Factories across China are falling silent and office workers are being forced to climb the stairs of high-rise buildings as a ban on Australian coal worsens a power shortage that is hitting everything from street lights to lifts.
In recent weeks, more than a dozen Chinese cities have imposed restrictions on electricity use as growing demand for energy owing to the country’s post-coronavirus economic recovery collides head on with a shortage of thermal coal. The shortage underscores the dilemma Chinese authorities face in balancing their muscular approach to international diplomacy with the needs of the economy.
Chinese energy and industrial groups have said the problem is partly due to an embargo on Australian coal imports, which many power plants in the country depend on, as tensions between Beijing and Canberra simmer.
“The import curb is enough to change the industry landscape,” said a director at China Huadian Corporation, one of the nation’s largest energy groups. “Many local power plants depend on Australian coal due to its higher efficiency and now they are having trouble finding an alternative.”
The problem has worsened as a rebound in China’s economy has gained momentum in the past few months.
Authorities in at least four Chinese provinces have recently asked residents and businesses to cut electricity consumption, according to public announcements.
We are not living a normal life when our factory can only work two days a week and the streets are dark at night
Officials in Hunan, central China, announced this month that government agencies would cut their electricity use and half of the province’s street lights would be turned off at night to tackle “tightening” power supplies.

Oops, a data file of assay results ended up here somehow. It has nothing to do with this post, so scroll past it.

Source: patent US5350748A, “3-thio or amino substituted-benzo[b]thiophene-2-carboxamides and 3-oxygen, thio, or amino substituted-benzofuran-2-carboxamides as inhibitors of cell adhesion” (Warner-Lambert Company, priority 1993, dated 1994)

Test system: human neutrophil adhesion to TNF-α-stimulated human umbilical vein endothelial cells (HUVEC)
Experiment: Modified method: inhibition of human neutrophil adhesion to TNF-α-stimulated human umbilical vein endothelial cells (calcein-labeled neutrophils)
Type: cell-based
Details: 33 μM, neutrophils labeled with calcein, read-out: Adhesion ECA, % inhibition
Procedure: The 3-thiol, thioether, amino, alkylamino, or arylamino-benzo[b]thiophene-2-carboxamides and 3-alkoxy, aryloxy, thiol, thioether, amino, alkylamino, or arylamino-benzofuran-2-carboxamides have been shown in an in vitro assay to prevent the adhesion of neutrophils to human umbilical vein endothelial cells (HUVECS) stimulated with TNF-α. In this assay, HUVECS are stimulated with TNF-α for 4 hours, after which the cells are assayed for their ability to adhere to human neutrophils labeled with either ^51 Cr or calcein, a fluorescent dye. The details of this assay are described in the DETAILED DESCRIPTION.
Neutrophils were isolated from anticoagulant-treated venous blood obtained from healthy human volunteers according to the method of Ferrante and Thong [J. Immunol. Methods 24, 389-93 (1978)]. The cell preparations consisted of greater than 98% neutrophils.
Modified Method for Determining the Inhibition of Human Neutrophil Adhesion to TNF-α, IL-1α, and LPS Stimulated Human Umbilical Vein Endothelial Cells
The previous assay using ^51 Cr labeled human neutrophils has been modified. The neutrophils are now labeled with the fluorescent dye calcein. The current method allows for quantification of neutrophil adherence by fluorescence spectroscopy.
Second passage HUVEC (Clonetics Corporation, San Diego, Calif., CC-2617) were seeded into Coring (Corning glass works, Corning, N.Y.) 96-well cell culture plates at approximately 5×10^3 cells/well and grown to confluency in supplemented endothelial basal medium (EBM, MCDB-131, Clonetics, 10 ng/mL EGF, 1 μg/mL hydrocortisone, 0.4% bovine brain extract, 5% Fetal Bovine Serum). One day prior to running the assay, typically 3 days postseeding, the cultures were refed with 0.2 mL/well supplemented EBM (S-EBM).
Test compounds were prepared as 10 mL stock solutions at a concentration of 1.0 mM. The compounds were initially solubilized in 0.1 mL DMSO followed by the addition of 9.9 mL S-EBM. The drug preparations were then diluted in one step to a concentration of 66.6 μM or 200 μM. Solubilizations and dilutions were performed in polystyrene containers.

Dozens of high-rise buildings in Changsha, the provincial capital, last week switched off power to their lifts, forcing workers to climb up to 20 flights of stairs to get to their offices.
“I've never had so much trouble going to the office,” said a Changsha-based office worker, who did not want to be identified because of the sensitivity of the subject. He was trapped in a lift for 40 minutes last week because of a power shortage.
Yiwu, a city in eastern China known for making products such as flags and badges, has not only switched off all its street lights during the evening but has forced factories to cut working hours by up to 80 per cent until the end of this year.
“We are not living a normal life when our factory can only work two days a week and the streets are dark at night,” said Mike Li, owner of a plastic flower factory in Yiwu.
Chinese authorities have blamed these problems on a combination of an unusually cold winter in parts of the country and high energy demand.
Power plants, however, said their operation had also suffered from the suspension of Australian coal imports.
Official data show Chinese plants obtained about 3 per cent of their thermal coal from Australia last year. The ratio, said an official at trade association the China Electricity Council, could exceed 10 per cent in more developed provinces that are drawn to the high quality of Australian coal.
“The import ban doesn’t make economic sense,” said the official.
China’s coal mines are also struggling to fill the shortfall because of tightening environmental regulations. Official data show China’s coal output rose 1.5 per cent year on year in November, compared with a 6.6 per cent gain in thermal power production in the same period.
That combination has hit energy supplies and sent prices soaring. Thermal coal inventories in Qinghuangdao, a big Chinese commodity port, are near a two-year low while prices have surged almost two-thirds since May, according to SunSirs, a consultancy.
That has forced many power plants to cut back on production, but some do not expect a resolution to the issue anytime soon given the parlous state of relations between Australia and China.
“We don’t expect the government to relax import control just because of the trouble it has caused,” said the official at Huaidan Corp. “Politics come first.”
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